Th e complexit y of perturbe d motion s
In the absence of perturbations, Examples A and B are both integrable sys-
tems, i.e., systems whose solutions can be written down in an explicit or 'closed'
form. However, integrability is the exception rather than the rule, and generic
perturbations to integrable systems create extraordinarily complicated behavior.
See, e.g., Lichtenberg and Lieberman (1992). In particular, Poincare's nonex-
istence theorem (see, e.g., Benettin, Ferrari, Galgani and Giorgilli (1982)) tells
us that conserved quantities in an integrable system are irrevocably destroyed
by generic perturbations. Despite this, however, there are two important re-
sults establishing, under appropriate hypotheses, some kind of 'stability' for the
conserved quantities. These are the Kolmogorov-Arnold-Moser (or KAM) theo-
rem (Kolmogorov, 1954; Arnold, 1963; Moser, 1962) and Nekhoroshev's theorem
(Nekhoroshev, 1977). For generic perturbations, the KAM theorem does not di-
rectly apply to Example B (or to other examples like it), and we discuss it no
further1. Nekhoroshev's theorem can be applied to both Examples A and B, but
not without significant differences that we now elucidate.
Nekhoroshev' s theore m
Nekhoroshev's theorem applies to systems admitting action-angle coordinates.
Nekhoroshev also stated his result in terms of a generalization called partial action-
angle coordinates, but his argument in the more general setting was incomplete (see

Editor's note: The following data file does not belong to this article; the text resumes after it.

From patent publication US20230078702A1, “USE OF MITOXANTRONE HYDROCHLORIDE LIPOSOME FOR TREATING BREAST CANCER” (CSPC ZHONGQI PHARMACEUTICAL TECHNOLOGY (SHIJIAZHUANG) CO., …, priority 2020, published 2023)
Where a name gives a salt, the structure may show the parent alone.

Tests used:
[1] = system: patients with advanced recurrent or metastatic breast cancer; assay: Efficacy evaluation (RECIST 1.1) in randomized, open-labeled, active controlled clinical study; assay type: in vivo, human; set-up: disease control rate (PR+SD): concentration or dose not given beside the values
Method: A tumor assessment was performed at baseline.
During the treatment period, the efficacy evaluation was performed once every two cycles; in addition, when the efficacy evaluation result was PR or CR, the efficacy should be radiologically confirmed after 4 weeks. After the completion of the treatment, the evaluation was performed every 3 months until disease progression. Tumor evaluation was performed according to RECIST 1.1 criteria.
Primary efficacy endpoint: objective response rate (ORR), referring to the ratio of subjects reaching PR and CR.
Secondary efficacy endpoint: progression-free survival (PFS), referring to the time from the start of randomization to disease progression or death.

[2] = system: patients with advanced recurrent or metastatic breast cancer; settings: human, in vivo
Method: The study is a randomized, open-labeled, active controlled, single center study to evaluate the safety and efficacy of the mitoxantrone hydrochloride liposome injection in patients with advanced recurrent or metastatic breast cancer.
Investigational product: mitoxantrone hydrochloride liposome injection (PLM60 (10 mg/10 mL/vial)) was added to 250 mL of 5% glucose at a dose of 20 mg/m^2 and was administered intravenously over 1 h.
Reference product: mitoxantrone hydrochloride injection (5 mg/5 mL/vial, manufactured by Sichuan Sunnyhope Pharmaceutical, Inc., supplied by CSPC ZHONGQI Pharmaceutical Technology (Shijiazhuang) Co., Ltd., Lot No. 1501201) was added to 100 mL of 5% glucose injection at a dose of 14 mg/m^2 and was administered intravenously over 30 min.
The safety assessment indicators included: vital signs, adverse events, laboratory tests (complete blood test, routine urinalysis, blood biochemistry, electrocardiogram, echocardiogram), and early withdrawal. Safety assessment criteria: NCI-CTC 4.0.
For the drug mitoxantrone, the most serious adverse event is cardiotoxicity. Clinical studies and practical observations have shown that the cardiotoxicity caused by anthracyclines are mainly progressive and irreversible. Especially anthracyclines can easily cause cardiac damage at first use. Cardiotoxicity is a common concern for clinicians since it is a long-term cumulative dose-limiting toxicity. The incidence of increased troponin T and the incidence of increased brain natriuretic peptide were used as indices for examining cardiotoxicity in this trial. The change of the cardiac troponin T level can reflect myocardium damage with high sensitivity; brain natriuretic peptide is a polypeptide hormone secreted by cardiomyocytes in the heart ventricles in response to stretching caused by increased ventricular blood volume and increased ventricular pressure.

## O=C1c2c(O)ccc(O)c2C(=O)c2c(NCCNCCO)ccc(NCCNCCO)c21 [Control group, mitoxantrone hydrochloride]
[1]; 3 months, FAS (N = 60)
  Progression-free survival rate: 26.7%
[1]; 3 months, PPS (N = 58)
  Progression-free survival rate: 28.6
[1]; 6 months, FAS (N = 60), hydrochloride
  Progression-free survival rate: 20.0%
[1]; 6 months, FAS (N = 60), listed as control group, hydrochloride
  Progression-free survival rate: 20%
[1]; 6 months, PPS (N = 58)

below). These coordinates are relevant in Example B, but not in Example A, which
we describe first.
Action-angle coordinates in Example A are easily constructed. Suppose as be-
fore, that attention is restricted to spatially periodic perturbations, and let L be
a 'lattice of periodicity.' For simplicity, assume that L has an orthogonal basis,
and that the corresponding periods of L are the same in each direction. Non-
dimensionalize all lengths by this period, and all masses by the mass of m. Modulo
the lattice L, the position of m is determined by three numbers qi,q2,Qs with
0 ^ Qj 1; these numbers constitute the 'angles.'2 The associated 'actions' are
the components pi,P2,P3 of the linear momentum Jn
. What makes these coor-
dinates action-angle coordinates is that: (i) they put the equations of motion into
Hamiltonian form,
_0H _ dH
where the appropriate Hamiltonian H is in this case the total energy of the system,
and (ii) the unperturbed value Ho of the Hamiltonian (i.e., the kinetic energy)
depends only on the action variables:
H0(q,p) = h(p) = -p\ + -p\ + -p\ .
In particular, the unperturbed motions of a system in action-angle coordinates are
Pj(t)=Pj(0) , qj(t)=qJ(0) + mj ,
1 The interested reader is referred to, e.g., Arnold, Kozlov and Neishtadt (1988).
The familiar scaling 0 ^ q3 2n produces distracting factors of 2TT later on.
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